96 Honing your Craft – pt.1

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Honing Your Craft—Part 1: Formal Education

By Nanci M. Pattenden

PattendenSo, you’ve been writing for years, maybe ever since you learned to print or write. Now you want to have some of your work published, but no one’s been beating down your door, fighting for the rights to your stories. Maybe you’ve been too afraid to submit because you don’t feel you’re there yet. Have you considered taking writing courses? Several colleges and universities offer both day and part-time courses. Formal education isn’t for everyone. though. Let’s look at some of the pros and cons.


  • Most of the higher-level courses are taught by published authors. They have the experience of going through the process of traditional publication, can guide their students in avoiding some of the pitfalls, and maybe even let them in on some trade secrets and provide a few tips.
  • You’ll meet a group of people just like you, trying to learn all they can so they too can publish their work. If the course is on campus, you might be able to form an in-person writing group when the course is over, or maybe create a group online.
  • Most courses require you to submit something for critiquing. That can be scary, but helpful. The instructor—and your fellow students—can point out things (nicely) that don’t make sense to them. Better yet, they’ll tell you what they love about your writing. The critique process gives you the opportunity to look at your writing from other perspectives.
  • You’ll read short stories and snippets from published authors you may or may not have read, or even heard of, and examine what makes them good. You’ll learn to read as a writer, and you’ll be amazed at what you start to notice.
  • You can take courses specific to your needs. If you know you are in dire need of help with your grammar or punctuation, take a general English course. This is especially helpful if English is not your first language. You may also be able to find courses that are genre-specific.

I’ve learned quite a bit from taking courses, especially from the critiquing. My instructors and fellow students have pointed out things that I hadn’t noticed and given me wonderful suggestions for areas to expand on. Often when we write, we do so with total understanding of what is happening. Sometimes we need a reminder that the reader doesn’t have a direct link to the author’s mind, and what we think is perfectly clear, isn’t.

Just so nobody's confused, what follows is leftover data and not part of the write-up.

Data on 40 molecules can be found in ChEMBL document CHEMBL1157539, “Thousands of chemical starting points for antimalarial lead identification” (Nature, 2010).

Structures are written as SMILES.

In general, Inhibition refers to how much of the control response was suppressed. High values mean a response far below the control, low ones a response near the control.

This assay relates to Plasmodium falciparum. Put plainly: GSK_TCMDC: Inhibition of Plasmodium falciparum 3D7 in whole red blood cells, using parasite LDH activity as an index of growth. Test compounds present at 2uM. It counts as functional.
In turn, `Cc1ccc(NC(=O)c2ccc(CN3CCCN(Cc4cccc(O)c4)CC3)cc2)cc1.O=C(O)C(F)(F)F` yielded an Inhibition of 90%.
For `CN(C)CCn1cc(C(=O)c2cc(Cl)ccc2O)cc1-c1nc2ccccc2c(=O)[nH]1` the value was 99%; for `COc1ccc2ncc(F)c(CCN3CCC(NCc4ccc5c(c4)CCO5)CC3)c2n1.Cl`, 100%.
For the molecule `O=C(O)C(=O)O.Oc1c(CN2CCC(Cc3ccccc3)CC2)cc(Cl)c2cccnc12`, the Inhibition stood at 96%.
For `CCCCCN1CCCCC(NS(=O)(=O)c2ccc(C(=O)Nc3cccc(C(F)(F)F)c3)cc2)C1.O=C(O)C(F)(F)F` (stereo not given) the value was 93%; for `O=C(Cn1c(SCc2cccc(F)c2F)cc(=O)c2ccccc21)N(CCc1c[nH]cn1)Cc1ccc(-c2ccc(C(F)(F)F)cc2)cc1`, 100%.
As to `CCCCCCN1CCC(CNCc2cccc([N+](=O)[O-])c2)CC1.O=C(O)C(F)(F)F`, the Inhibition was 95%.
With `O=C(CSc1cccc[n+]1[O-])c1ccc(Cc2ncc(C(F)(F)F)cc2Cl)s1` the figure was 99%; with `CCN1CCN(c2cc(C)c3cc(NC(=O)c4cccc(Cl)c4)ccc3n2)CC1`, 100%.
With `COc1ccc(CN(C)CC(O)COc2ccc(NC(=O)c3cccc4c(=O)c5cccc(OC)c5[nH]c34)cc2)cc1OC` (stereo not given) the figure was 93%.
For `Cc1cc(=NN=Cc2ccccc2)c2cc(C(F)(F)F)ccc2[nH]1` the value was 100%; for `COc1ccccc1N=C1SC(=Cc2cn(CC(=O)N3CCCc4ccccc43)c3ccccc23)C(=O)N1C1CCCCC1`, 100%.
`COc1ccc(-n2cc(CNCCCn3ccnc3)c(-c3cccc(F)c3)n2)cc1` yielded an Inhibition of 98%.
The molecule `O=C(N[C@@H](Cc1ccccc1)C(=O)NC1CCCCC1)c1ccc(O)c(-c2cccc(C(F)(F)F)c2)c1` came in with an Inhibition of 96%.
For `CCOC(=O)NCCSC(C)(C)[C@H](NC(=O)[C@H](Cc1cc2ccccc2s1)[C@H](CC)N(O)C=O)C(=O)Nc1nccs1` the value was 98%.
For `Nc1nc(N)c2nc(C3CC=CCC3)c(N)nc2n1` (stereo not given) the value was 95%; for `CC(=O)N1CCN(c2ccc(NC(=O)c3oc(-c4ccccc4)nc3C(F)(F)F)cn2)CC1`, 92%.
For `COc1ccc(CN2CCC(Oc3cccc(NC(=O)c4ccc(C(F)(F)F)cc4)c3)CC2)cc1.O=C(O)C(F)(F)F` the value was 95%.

• At the top of the list is cost. You can expect to pay $500–700 or more for one course. Only you can decide if you can afford to take courses. Maybe, if you’re lucky, you can find a grant that will cover the cost. Remember, though, education is tax deductible (at least, in Canada).
  • Courses are time-consuming. Especially if you work full time. You need to find the time to read the course material, plus any extra assigned reading, as well as doing your own writing. A rough estimate is five or six hours per week. Are you willing or able to devote that much time to it?
  • The courses come with no guarantee. After you finish the course or program, don’t expect to suddenly know everything and have your next submission accepted and published.
  • Reality check: You just may find out your writing isn’t as wonderful as your family says it is. Not everyone has the ability to write what is considered publishable material. However, you will find out what areas you need to work on. You could be pleasantly surprised.

On a personal note, I’ve done the creative writing certificate program at the University of Calgary (online). It’s a good, solid program with basic writing courses. There are also options, so you can take one genre-specific course. I enjoyed the program and learned from it. I recently discovered that the University of Toronto has a creative writing program, with most of the courses available online. They have many genre-specific courses and three levels of novel writing, the last being a master class. Check the schools, both in your area and across the country. Many offer distance education.

No one can tell you whether or not formal writing education is for you. If you feel it’s something you want to do, try one course before embarking on a certificate/diploma program, or even an MFA. Only you can weigh the factors and come to a decision that is beneficial to you and fits both your budget and lifestyle.

Coming up in Part 2, I’ll discuss workshops and conferences. Are they really worth your time?

Nanci M. Pattenden is a professional genealogist and an author of historical crime fiction. After digging into her own genealogy, Nanci uncovered a story about a young ancestor, sent to Canada from an English workhouse, who ended up on trial for murder.  This sparked her interest in writing fiction, and launched the beginning of her first novel.

Nanci has published two novellas: Body in the Harbour, and Death on Duchess Street. Her interest in genealogy and local history, and her love of Victorian murder mysteries have merged to create a new Canadian Victorian murder mystery writer. She is a member of Crime Writers of Canada, The Writers Community of York Region, and the Ontario Genealogical Society (OGS). Nanci has completed the Creative Writing program at the University of Calgary, as well as two programs with The Institute of Genealogical Studies (Canadian and English studies).

Nanci currently resides in Newmarket, Ontario, and can be contacted through her website at www.nancipattenden.com.

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